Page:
A wingtip is basically what it sounds like, its the horizontal extremity of the wing, and every wing has them.
A winglet is a piece of metal attached to the wingtip, at an angle to the wing itself. These are of very precise design, you can't just slap the things on, the angle needs to be carefully calculated, and the one for the left wing is different to the one for the right wing in the way your left hand is different to your right hand. Wingets have the effect of reducing voritices off the wings, which means that there is less drag. They also effectively increase the sweep and aspect ratio of the wing, without drastically changing its span. A variant of the winglet is Boeing's raked wingtips they are putting on the 767-400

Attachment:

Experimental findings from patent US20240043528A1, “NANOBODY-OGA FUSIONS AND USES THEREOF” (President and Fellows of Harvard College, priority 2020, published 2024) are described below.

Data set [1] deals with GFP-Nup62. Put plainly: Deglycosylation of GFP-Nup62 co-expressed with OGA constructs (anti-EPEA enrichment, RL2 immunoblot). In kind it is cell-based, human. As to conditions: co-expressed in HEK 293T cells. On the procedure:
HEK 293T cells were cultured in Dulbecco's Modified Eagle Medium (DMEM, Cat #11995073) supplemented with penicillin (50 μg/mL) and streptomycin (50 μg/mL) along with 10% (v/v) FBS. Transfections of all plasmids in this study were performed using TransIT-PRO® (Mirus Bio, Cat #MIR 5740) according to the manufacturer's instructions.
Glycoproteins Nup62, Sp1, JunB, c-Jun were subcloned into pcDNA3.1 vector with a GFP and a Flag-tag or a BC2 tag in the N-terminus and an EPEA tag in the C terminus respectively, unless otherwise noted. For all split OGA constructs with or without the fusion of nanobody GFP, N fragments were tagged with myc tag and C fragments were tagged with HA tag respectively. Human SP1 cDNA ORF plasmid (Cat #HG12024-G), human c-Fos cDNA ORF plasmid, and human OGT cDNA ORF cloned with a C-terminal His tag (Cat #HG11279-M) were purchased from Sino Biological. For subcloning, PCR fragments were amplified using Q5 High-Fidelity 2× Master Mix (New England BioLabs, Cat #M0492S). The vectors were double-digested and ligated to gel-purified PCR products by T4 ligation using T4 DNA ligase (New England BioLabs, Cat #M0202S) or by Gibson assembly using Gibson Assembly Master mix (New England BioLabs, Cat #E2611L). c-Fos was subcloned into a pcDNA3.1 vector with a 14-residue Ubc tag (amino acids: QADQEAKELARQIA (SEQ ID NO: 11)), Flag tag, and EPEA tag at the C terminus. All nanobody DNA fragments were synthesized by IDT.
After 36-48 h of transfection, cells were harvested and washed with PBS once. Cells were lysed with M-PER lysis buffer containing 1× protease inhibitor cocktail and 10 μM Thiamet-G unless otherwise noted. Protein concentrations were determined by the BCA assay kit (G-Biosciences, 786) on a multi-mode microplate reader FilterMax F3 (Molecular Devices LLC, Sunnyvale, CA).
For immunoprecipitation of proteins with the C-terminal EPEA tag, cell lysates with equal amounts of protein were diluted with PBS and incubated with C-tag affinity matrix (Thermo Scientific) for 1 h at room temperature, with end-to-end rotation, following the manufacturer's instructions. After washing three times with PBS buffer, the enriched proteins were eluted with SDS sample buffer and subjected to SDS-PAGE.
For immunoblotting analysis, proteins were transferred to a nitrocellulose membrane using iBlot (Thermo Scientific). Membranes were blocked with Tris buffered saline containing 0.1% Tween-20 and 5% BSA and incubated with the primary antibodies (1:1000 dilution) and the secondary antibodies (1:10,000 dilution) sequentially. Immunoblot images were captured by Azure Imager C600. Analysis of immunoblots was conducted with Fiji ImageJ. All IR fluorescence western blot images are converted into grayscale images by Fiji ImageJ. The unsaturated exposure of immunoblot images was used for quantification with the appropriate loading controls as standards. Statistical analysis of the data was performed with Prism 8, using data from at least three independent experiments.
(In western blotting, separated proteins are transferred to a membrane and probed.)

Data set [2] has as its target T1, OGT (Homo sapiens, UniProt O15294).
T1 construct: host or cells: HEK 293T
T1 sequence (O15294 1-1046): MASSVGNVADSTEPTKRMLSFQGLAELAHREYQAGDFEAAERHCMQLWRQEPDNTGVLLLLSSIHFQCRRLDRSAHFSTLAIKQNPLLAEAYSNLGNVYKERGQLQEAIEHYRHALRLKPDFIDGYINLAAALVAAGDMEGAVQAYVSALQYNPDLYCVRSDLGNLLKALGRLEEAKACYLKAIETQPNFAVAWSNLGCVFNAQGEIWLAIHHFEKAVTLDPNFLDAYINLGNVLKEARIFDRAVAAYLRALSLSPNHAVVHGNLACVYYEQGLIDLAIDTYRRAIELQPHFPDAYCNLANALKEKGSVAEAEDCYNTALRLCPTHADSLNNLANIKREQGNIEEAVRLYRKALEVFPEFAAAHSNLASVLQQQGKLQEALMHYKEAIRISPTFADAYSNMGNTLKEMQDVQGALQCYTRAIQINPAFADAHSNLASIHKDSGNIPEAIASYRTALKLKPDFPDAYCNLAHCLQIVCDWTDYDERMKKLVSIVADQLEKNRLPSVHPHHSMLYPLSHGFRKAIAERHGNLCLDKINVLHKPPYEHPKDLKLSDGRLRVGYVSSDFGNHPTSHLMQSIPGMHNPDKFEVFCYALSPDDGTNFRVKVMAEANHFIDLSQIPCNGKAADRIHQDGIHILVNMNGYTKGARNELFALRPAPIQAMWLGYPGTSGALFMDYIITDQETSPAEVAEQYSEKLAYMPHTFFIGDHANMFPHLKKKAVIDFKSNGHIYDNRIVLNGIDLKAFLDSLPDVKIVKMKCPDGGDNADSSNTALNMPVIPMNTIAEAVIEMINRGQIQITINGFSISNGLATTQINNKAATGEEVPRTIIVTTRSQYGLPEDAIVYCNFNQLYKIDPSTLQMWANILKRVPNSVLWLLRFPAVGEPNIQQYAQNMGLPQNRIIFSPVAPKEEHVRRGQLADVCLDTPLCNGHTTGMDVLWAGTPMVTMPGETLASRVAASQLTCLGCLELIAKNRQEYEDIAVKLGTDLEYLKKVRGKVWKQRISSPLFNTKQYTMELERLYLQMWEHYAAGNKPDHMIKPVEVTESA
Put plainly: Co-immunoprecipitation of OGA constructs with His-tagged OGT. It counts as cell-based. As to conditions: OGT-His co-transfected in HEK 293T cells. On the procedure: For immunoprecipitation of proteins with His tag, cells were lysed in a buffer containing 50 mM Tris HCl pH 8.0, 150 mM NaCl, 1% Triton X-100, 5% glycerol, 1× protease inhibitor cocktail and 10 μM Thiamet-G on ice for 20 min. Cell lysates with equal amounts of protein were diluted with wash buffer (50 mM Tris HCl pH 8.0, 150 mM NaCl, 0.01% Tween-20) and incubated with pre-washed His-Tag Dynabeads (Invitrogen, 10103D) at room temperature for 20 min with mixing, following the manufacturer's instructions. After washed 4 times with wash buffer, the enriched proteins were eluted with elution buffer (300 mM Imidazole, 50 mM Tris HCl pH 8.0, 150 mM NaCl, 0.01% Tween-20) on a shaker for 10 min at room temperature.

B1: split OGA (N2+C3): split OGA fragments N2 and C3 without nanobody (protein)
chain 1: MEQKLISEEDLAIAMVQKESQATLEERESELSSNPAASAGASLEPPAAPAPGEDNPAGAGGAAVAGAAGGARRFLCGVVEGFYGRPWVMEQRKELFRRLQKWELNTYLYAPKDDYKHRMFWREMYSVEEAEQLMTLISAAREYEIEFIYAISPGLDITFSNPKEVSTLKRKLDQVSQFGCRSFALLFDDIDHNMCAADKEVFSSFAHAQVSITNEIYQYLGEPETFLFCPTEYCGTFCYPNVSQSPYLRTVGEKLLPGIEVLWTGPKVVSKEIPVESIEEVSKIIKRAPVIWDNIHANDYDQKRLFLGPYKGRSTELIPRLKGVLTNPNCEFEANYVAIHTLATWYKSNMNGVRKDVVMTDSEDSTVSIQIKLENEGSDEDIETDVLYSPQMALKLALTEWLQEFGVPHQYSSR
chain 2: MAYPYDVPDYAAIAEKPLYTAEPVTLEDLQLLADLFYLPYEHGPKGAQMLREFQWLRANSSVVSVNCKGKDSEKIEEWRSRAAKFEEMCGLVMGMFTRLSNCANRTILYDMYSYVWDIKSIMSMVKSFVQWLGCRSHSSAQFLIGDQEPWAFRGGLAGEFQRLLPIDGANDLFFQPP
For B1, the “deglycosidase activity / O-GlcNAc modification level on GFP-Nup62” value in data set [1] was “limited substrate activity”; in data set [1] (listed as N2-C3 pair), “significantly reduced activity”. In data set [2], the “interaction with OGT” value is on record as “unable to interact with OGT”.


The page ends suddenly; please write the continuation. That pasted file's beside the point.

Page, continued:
Canard wings are a different kettle of fish completely. They are kind of like the tailplane, except they are forward of the wing, not behind it. This creates an unstable design. With the tailplane behind the wing, when the aircraft pitches up, pressure on the tail plane pushes the tail back up, and returns the aircraft to level flight. However, with canard wings, when the aircraft pitches up, the dynamic pressure on the canards continues pushing the nose up. Thherefore, a small bit of turbulence would very quickly have the aircraft out of control. This is why canard winged aircraft must be computer controlled.
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